Saw-Whet Owls 10-30-2010

For our fourth ornithology field trip, we went too Ross County at a place called the Buzzerd’s Roost, a place very close to where I did an internship over the last summer for bird work- Tar Hallow. We were to meet up with Kelly Williams-seig, a master bird bander and the one who directed me during the Tar Hollow internship. Instead of going collecting data on warbler nesting sites and territories, however, we were to be studying the very cool Saw-Whet owl. I am very interested in owls, so I was very excited. 

It was a Saturday evening, and although we were missing the customary Athens, OH Halloween celebrations, I was very excited to see some diverse birds close up. The skies were forecast, and we started off our adventure setting up mist nets in order to catch passerine birds. At first it seemed hopeless as we all scattered through the forest in order scare the birds into the nests, without luck. However, we decided to set up some more, and Kelly asked for volunteers to come with her to help out. I was one of the group that decided to go, and we walked a bit down the road to undo already set up nets. 

Right after we set them up, we had immediate success. Four tufted titmice were caught all within moments of each other, and Kelly and Dr. Miles went about undoing them from the mesh wiring. This was a long process that had to be done very carefully, as the birds were delicate. While we all gathered around them to watch the freeing process, a sharp-shinned hawk flew into the net near one of the waiting titmouse, obviously trying to find a mean. We caught a bird and used it as bait to catch a hawk!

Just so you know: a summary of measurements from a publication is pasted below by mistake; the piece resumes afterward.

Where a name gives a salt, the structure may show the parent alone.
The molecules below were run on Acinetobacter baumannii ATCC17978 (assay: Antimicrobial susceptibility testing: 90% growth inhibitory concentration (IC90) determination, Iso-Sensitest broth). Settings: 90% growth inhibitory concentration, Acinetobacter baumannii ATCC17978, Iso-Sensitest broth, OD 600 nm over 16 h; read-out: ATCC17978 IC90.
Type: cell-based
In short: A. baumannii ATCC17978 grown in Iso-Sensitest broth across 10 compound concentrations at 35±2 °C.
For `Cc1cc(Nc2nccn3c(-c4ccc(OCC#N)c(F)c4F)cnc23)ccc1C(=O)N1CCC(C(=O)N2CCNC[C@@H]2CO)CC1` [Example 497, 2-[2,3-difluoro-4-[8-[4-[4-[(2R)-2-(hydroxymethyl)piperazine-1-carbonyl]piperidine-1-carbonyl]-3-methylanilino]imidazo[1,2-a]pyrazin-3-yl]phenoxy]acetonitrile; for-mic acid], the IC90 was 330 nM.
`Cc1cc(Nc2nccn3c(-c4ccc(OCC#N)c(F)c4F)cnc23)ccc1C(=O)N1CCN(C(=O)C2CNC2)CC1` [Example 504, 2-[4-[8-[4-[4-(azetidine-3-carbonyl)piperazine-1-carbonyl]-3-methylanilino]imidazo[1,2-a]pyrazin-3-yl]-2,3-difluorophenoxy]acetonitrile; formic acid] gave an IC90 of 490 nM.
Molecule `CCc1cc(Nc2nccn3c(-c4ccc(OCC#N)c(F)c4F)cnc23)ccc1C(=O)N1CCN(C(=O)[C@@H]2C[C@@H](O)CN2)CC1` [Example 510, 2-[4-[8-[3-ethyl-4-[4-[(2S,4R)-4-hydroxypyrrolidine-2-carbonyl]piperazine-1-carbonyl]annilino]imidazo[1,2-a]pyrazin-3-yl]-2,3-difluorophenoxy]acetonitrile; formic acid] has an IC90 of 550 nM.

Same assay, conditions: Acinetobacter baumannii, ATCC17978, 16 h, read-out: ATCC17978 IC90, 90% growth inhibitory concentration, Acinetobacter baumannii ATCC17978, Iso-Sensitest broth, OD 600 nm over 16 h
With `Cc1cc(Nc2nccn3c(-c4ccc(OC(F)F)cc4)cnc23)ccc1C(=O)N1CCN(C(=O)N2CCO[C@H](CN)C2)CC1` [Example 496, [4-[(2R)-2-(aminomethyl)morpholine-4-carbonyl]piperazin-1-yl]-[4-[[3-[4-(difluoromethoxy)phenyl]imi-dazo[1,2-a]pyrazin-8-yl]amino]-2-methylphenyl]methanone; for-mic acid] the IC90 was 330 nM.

After freeing them all and bagging them, they were brought back to the parking lot. It turned out that the rest of the class caught birds as well, released by Susan herself. They caught: a hermit thrush, a female American goldfinch, and male and female Northern Cardinals. We recorded various aspects about them including: amount of fat, the wing chord, mass, species, sex, age, and the band number. They were then ready to be released, and the proper way to release the birds was demonstrated, a method called the bander’s grip, which involved placing two fingers on the base of the skull on both sides of the bird’s head. 

We then went to go up the road to a station to eat dinner, and while we ate Josh read to us out of a children’s book called “So what, Saw-Whet?” Before this however, a owling call was set in place to get the actual Saw-Whets to fly into the nets. We would wait on periods of 45 minutes at the house, then go check on both of the nests for owls. We tried, 3 different times, however there was no luck on capturing the elusive Saw-Whet.

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